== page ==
BUREAUCRATIC lethargy and political disinterest have both contributed to the deterioration and neglect of heritage sites in Pakistan, especially in Sindh and Balochistan.
While major sites in Sindh such as Moenjodaro and Makli do make it to the news, usually when they face threats, other lesser-known but potentially equally important sites do not get the same attention.
Know more: Footprints: Mysterious Agham Kot
Take Agham Kot, for example. As reported on Saturday in this paper, the site in Sindh’s Badin district, which is estimated to be several centuries old, is in precarious condition, with the brickwork of certain monuments falling apart, while there is no protection from thieving visitors who walk away with artefacts.
The lack of protection is attributed to the fact that Agham Kot is not on the Sindh government’s list of protected monuments, though it can be argued that even ‘protected’ sites — such as Makli in Thatta district, which has Unesco recognition — have not been spared by encroachers.
Experts say there are hundreds of sites in the province that should be on the list of protected heritage, which would bring funds and official attention towards their maintenance and upkeep. Balochistan’s archaeological heritage is in dire straits due to a paucity of official attention.
And while there are some relatively successful stories — the Punjab government is doing a relatively better job, while the Khyber Pakhtunkhwa administration gets high marks for being the most active in preserving heritage — much remains to be accomplished.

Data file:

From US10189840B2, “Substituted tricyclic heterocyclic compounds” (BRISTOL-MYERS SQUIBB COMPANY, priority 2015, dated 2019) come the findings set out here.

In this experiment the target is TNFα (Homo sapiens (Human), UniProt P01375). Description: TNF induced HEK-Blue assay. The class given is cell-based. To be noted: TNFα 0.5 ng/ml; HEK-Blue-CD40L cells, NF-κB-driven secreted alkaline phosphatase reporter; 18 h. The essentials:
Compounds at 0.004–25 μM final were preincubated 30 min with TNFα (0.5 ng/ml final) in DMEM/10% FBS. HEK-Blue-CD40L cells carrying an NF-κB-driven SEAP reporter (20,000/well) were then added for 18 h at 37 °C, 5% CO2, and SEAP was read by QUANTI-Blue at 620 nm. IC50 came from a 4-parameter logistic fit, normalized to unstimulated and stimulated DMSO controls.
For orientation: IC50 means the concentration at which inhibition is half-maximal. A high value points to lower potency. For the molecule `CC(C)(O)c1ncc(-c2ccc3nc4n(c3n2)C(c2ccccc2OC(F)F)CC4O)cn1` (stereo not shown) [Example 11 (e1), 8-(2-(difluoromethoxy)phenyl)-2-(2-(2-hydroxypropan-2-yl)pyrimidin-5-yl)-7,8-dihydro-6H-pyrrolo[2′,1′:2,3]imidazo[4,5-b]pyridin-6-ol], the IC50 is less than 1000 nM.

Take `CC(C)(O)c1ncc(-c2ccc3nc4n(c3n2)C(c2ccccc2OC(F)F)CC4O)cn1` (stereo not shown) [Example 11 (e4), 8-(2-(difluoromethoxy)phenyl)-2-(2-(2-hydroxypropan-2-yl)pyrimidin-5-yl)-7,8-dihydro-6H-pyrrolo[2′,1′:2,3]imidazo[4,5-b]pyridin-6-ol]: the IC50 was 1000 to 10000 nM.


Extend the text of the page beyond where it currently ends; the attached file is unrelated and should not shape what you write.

Perhaps the first step towards protecting heritage would be passing legislation that provides legal cover; following the 18th Amendment this is now a purely provincial concern.
However, in Sindh’s case, the draft antiquities law is still reportedly sitting with the law department. Perhaps this reflects the priority the bureaucracy and politicians give to promoting historical heritage.
Along with passage of the law, all historical sites need to be listed and documented. If need be, the state can ask students and volunteers to help complete this essential process, which would feed into creating a reliable database of historical sites.
Also, the Sindh and Balochistan administrations could consult the KP authorities to see what best practices can be applied in their respective cases. There are a variety of threats Pakistan’s heritage sites face, most notably encroachments, deterioration and relic hunters.
Unless the provinces craft robust responses in their individual capacities that address the preservation of heritage, it will continue to be eroded, brick by brick.
Published in Dawn, August 17th, 2015
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